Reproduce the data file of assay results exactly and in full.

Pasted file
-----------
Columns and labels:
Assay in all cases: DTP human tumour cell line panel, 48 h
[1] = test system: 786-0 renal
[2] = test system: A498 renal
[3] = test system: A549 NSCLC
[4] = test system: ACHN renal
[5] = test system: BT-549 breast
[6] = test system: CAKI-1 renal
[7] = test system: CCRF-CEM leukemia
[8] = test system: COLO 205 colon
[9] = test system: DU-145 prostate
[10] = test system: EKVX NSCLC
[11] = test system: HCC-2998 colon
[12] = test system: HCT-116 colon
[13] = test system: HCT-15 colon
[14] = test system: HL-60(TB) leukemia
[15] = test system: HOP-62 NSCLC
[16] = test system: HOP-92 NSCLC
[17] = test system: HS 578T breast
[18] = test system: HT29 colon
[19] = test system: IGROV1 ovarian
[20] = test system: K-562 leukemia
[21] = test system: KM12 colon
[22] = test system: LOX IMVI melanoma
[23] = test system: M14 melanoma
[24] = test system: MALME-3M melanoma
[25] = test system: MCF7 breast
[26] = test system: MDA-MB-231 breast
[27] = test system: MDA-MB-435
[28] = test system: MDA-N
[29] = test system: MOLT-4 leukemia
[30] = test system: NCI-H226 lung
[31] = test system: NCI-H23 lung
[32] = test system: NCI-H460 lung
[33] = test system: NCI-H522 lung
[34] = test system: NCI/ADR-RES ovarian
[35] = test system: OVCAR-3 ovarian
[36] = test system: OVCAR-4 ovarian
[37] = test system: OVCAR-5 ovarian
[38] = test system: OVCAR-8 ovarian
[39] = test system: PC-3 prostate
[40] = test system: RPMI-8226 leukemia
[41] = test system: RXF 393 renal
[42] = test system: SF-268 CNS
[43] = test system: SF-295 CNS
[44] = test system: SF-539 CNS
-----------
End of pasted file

Columns and labels:
Assay in all cases: DTP human tumour cell line panel, 48 h
[1] = test system: 786-0 renal
[2] = test system: A498 renal
[3] = test system: A549 NSCLC
[4] = test system: ACHN renal
[5] = test system: BT-549 breast
[6] = test system: CAKI-1 renal
[7] = test system: CCRF-CEM leukemia
[8] = test system: COLO 205 colon
[9] = test system: DU-145 prostate
[10] = test system: EKVX NSCLC
[11] = test system: HCC-2998 colon
[12] = test system: HCT-116 colon
[13] = test system: HCT-15 colon
[14] = test system: HL-60(TB) leukemia
[15] = test system: HOP-62 NSCLC
[16] = test system: HOP-92 NSCLC
[17] = test system: HS 578T breast
[18] = test system: HT29 colon
[19] = test system: IGROV1 ovarian
[20] = test system: K-562 leukemia
[21] = test system: KM12 colon
[22] = test system: LOX IMVI melanoma
[23] = test system: M14 melanoma
[24] = test system: MALME-3M melanoma
[25] = test system: MCF7 breast
[26] = test system: MDA-MB-231 breast
[27] = test system: MDA-MB-435
[28] = test system: MDA-N
[29] = test system: MOLT-4 leukemia
[30] = test system: NCI-H226 lung
[31] = test system: NCI-H23 lung
[32] = test system: NCI-H460 lung
[33] = test system: NCI-H522 lung
[34] = test system: NCI/ADR-RES ovarian
[35] = test system: OVCAR-3 ovarian
[36] = test system: OVCAR-4 ovarian
[37] = test system: OVCAR-5 ovarian
[38] = test system: OVCAR-8 ovarian
[39] = test system: PC-3 prostate
[40] = test system: RPMI-8226 leukemia
[41] = test system: RXF 393 renal
[42] = test system: SF-268 CNS
[43] = test system: SF-295 CNS
[44] = test system: SF-539 CNS